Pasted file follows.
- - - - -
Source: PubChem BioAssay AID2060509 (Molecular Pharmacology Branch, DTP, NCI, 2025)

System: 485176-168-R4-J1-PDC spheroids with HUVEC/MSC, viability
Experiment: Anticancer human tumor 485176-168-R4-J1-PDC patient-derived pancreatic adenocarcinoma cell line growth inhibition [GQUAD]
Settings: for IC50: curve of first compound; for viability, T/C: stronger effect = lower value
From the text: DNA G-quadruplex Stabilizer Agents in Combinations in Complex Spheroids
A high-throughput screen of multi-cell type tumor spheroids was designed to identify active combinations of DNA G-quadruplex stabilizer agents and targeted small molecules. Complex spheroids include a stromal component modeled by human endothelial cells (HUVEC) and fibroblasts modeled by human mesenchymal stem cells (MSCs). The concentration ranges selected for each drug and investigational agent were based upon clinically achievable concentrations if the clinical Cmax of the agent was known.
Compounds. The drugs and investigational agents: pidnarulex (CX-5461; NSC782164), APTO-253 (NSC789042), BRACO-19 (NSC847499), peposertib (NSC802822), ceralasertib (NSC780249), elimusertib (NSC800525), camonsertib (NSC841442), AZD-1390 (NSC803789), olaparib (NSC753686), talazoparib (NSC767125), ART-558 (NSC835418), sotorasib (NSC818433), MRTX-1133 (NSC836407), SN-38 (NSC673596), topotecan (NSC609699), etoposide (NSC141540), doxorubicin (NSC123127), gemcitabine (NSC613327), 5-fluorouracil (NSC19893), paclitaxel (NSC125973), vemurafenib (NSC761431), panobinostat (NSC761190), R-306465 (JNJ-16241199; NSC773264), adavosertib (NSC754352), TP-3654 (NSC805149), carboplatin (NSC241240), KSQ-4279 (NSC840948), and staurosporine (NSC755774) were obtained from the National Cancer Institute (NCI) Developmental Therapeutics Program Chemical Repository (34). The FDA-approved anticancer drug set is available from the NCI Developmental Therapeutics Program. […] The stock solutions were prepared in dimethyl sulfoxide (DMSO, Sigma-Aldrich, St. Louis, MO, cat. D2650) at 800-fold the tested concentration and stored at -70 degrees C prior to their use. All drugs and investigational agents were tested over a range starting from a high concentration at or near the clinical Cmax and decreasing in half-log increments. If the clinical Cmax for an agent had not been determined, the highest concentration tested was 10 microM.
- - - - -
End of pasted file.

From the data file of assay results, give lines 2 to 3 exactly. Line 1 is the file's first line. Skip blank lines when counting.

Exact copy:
System: 485176-168-R4-J1-PDC spheroids with HUVEC/MSC, viability
Experiment: Anticancer human tumor 485176-168-R4-J1-PDC patient-derived pancreatic adenocarcinoma cell line growth inhibition [GQUAD]